Author Interviews, Brigham & Women's - Harvard, Neurology, Pain Research / 29.03.2022 Interview with: William R. Renthal, MD, PhD Director of Research, John R. Graham Headache Center Department of Neurology Brigham and Women's Hospital Assistant Professor of Neurology, Harvard Medical School  What is the background for this study?  Response: We know that a nervous system structure called the trigeminal ganglion plays a critical role in migraine headache, but the cell types that exist in this structure are poorly understood. We have used cutting-edge, single-cell genomic technologies to profile the genes expressed within each trigeminal ganglion cell type in both human and mouse with the goal of identifying molecular features that could allow us to inhibit head pain selectively without affecting other cell types. (more…)
Author Interviews, NEJM, Neurology, Pain Research / 18.08.2021 Interview with: Jessica Ailani M.D. FAHS FAAN FANA Director Medstar Georgetown Headache Center Vice Co-Chair of Strategic Planning for MedStar Neurology Professor of Clinical Neurology MedStar Georgetown University Hospital What is the background for this study? Response: Migraine is a common neurological disease that causes disabling attacks that can be frequent. Preventive treatments can help reduce the frequency of attacks and improve patient function, reducing disease burden. (more…)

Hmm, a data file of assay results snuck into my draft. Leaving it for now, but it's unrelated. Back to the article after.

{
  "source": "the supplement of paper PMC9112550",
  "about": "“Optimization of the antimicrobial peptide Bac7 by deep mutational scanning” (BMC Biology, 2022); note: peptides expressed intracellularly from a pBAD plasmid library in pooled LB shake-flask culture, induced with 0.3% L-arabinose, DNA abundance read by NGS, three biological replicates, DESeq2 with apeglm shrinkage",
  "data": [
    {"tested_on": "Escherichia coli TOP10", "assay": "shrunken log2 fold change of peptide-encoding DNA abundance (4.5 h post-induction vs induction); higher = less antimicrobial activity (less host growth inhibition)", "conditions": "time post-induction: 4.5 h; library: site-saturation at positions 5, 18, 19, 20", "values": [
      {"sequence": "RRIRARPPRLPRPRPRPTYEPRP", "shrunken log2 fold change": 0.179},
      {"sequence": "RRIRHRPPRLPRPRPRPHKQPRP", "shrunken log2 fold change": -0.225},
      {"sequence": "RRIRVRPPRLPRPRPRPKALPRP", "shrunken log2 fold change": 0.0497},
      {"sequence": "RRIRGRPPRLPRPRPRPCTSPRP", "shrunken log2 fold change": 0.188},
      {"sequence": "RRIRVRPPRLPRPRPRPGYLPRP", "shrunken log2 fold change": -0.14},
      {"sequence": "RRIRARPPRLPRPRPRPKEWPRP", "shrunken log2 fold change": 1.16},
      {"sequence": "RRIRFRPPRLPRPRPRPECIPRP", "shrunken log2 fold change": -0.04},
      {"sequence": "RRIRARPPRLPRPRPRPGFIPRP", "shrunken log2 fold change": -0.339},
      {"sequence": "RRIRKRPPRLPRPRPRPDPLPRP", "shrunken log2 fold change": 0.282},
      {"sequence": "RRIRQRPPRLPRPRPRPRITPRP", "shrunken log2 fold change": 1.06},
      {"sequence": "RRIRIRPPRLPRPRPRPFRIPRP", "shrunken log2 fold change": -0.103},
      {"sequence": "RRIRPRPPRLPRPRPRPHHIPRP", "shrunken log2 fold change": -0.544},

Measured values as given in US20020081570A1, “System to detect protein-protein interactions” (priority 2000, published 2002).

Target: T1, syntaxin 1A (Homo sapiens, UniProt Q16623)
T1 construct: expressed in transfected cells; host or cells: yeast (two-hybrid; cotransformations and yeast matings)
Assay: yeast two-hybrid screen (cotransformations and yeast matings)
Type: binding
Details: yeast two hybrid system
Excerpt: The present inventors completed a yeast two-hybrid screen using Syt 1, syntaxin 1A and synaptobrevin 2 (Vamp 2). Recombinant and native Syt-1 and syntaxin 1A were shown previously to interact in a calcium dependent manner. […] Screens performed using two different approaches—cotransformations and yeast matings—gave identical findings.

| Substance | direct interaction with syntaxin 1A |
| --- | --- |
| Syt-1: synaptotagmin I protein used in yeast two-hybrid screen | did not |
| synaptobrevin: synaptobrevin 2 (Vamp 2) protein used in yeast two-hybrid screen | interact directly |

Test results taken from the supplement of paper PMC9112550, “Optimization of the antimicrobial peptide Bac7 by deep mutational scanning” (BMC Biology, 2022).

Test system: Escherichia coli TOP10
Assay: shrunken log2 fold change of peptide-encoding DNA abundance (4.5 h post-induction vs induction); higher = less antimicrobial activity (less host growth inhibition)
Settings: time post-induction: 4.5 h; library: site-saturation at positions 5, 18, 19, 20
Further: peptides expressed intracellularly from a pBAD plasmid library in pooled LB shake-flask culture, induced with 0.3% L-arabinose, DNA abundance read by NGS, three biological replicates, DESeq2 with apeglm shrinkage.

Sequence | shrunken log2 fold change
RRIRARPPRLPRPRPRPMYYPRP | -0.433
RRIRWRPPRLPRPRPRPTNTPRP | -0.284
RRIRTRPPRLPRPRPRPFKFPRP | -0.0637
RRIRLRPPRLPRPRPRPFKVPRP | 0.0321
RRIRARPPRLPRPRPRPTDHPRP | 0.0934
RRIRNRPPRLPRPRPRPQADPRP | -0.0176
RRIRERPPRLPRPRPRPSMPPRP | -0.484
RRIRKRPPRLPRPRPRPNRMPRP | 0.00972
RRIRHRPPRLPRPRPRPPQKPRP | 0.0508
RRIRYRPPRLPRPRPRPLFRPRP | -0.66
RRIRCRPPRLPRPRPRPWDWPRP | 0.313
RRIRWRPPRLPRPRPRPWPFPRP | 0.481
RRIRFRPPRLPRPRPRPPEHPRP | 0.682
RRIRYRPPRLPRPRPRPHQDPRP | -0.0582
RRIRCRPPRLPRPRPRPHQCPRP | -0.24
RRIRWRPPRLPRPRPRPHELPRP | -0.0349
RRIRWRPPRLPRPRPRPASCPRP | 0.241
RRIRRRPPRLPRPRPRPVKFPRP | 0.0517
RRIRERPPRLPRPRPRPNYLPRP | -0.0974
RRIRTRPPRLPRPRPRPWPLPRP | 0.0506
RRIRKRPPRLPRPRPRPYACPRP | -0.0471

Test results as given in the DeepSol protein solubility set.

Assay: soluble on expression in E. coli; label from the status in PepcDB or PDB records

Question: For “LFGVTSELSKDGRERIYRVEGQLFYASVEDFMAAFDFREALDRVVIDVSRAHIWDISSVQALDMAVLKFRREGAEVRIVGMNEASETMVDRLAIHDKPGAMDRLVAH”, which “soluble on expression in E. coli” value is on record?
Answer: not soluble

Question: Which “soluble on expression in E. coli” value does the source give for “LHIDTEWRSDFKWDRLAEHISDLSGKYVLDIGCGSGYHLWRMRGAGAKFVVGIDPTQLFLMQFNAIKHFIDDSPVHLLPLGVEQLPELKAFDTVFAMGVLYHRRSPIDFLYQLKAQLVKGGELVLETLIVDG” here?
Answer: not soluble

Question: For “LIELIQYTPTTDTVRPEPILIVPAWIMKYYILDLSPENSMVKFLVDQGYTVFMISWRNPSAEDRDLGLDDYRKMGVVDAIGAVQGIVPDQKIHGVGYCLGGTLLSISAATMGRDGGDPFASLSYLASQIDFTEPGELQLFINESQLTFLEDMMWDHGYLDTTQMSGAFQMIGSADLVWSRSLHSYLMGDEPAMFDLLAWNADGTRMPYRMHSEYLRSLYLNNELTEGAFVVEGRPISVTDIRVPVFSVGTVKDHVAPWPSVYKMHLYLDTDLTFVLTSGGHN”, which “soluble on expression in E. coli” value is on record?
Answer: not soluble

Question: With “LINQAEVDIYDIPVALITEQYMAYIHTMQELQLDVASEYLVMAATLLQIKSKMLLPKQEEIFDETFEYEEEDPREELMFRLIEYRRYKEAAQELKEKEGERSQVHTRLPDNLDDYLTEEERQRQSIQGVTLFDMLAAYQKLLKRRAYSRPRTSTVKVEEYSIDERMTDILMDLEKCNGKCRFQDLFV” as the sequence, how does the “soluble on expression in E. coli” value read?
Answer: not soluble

Author Interviews, Brigham & Women's - Harvard, Clots - Coagulation, Hematology, Neurological Disorders, Pain Research / 22.05.2021 Interview with: Daniel Chasman, PhD Pamela Rist, ScD, Yanjun Guo, MD, PhD Division of Preventative Medicine Brigham and Women’s Hospital What is the background for this study? What are the main findings? Response: There has been speculation in the field about relationships between coagulation and migraine susceptibility for some time, but previous research has been largely inconclusive. In this study, we leveraged Mendelian randomization, a mode of genetic analysis that can support or refute potential causal effects on a health outcome, to examine whether hemostatic factors may contribute to risk of MA. (more…)
Author Interviews, JAMA, Pain Research / 11.06.2020 Interview with: Tobias Kurth, MD, ScD (Pronouns: he/him) Professor of Public Health and Epidemiology Director, Institute of Public Health Charité – Universitätsmedizin Berlin What is the background for this study? Response: Migraine (with aura) has been associated with increased risk of cardiovascular disease but its absolute contribution in relation to other major vascular risk factors was not unclear. (more…)